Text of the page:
6. First Day of the Month: Eligibility is tied to whether the person was eligible as of the first day of a month.

2018 (Image: iStock)

(Image: iStock)

5. Are the HSA contribution rules different for full year eligibility versus partial year eligibility?

Yes. The HSA maximum contribution depends upon an individual’s HSA eligibility through-out the year:

  1. Eligible the Entire Year: If an individual is eligible the entire year, which means the individual maintained HSA eligibility for every day from Jan. 1 through Dec. 1 (eligibility is determined by eligibility as of the first day of the month), that individual can contribute up to the HSA limits for the year.
  2. Eligible for Part of the Year: Not Including Dec. 1. If an individual is eligible for only part of the year and is not eligible on Dec. 1 of the year, the individual is subject to the “sum-of-the-months” calculation to determine how much that individual can contribute. The sum of the month’s calculation requires the individual to determine eligibility on a month-by-month basis and only contribute a pro-rata amount of the federal maximum HSA limit.
  3. Eligible for Part of the Year: Including Dec. 1. If an individual became eligible for an HSA at some point during the year between Jan. 1 and Dec. 1, and the individual remained eligible on Dec. 1, then that individual qualifies for the “full contribution rule.” The full contribution rule allows an individual to make a full HSA contribution, up to the federal limits for the year, even though the individual was only eligible for part of the year. The key to the full contribution rule is that the individual was eligible on Dec. 1 (or the first day of your last month of your tax year for a non-calendar year taxpayer). However, an individual that takes advantage of the full contribution rule must maintain HSA eligibility for a testing period. If the individual fails to maintain eligibility for a testing period, then a portion of the amount contributed is subject to taxation plus a 10% penalty. The testing period begins on Dec. 1 and runs through Dec. 31 of the next year.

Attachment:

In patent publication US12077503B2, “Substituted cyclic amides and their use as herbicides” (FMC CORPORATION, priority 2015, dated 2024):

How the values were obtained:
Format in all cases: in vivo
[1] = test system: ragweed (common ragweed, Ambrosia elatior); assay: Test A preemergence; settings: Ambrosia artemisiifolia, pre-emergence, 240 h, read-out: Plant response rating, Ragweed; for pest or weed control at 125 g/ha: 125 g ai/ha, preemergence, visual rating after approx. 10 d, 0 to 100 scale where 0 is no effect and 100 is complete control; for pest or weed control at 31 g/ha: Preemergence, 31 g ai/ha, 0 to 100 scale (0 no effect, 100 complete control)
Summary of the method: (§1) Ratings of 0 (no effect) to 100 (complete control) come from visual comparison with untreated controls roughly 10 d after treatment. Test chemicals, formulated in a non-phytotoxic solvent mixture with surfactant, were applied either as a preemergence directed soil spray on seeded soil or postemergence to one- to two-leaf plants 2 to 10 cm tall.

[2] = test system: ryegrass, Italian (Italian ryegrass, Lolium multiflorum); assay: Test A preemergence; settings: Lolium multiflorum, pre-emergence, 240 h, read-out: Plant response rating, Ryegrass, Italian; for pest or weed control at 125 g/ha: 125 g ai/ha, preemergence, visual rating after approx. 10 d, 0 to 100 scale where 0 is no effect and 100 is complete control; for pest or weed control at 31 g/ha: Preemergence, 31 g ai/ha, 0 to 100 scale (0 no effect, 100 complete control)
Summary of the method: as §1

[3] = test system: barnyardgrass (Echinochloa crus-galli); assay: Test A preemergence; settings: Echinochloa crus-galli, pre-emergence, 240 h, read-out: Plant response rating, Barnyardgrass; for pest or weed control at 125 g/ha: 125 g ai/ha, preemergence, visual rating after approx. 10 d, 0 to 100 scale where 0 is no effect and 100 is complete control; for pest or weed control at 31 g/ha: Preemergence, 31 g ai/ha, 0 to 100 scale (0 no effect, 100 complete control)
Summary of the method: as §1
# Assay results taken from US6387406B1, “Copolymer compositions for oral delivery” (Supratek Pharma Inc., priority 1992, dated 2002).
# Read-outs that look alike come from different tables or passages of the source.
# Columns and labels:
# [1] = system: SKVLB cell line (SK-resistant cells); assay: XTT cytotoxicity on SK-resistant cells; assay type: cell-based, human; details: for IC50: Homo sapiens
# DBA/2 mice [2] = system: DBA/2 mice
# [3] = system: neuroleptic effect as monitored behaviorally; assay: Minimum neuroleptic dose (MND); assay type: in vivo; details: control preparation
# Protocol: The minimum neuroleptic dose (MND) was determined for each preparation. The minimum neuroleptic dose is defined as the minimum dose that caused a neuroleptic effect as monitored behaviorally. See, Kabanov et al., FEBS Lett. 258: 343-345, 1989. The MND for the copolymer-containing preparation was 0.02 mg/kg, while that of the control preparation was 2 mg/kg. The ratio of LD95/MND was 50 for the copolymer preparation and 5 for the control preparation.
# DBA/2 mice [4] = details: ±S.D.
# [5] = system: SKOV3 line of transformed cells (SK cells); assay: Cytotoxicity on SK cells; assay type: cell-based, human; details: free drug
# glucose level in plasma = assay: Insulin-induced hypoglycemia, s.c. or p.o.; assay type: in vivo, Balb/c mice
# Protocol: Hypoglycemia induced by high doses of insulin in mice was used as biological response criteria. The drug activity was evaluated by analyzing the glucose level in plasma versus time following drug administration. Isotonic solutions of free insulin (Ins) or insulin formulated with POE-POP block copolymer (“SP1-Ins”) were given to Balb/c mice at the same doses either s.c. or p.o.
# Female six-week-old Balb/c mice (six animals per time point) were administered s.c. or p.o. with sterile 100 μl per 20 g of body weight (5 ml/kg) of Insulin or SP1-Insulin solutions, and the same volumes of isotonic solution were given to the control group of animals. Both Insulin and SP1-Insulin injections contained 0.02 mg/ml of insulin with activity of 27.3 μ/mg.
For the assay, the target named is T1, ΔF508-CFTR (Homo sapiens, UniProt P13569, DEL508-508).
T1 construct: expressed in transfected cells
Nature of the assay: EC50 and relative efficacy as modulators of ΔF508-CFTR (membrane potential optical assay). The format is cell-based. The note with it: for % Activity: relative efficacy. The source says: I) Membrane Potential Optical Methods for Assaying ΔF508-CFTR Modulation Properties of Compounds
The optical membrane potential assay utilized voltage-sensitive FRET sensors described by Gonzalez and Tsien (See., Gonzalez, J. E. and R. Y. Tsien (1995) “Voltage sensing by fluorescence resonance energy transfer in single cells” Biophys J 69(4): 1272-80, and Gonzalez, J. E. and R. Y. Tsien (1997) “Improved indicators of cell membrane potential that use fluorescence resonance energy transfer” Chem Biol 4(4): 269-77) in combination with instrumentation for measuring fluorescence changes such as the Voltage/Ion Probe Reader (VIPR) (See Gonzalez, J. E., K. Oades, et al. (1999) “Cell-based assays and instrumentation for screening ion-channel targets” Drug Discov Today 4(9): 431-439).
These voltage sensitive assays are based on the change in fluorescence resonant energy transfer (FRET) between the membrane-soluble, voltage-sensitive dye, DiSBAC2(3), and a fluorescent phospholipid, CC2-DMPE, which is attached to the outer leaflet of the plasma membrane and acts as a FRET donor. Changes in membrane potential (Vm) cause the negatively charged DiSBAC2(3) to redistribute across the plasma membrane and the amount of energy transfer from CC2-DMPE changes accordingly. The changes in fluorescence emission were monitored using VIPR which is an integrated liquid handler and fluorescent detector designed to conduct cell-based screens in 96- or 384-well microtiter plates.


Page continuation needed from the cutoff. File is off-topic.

Note: The rules above assume a calendar year taxpayer. If an individual uses a fiscal year for their individual taxes (rare) then replace the Dec. 1 date above with the first day of the last month of the fiscal tax year.

6. If an employer contributes to an HSA can the employee add more funds?

Yes. HSA owners may fully fund an HSA up to the contribution limit. If an employer only partially funds the HSA, the employee can contribute the difference up to the limit.

Example. Big Rigs Inc. makes a $200 per month contribution to all its HSA eligible employees. Marge, a Big Rig employee, worked all year and received $2,400 in HSA contributions from Big Rigs, Inc. When completing her taxes, Marge’s accountant tells Marge her HSA limit is above $2,400 and she should contribute the difference to take advantage of the tax break that HSAs offer. Marge can make an additional HSA contribution outside of her employer for the year so long as she does so by her tax filing due date (April 15 for most taxpayers).

— Read 8 Common Questions About HSA Distributions on ThinkAdvisor.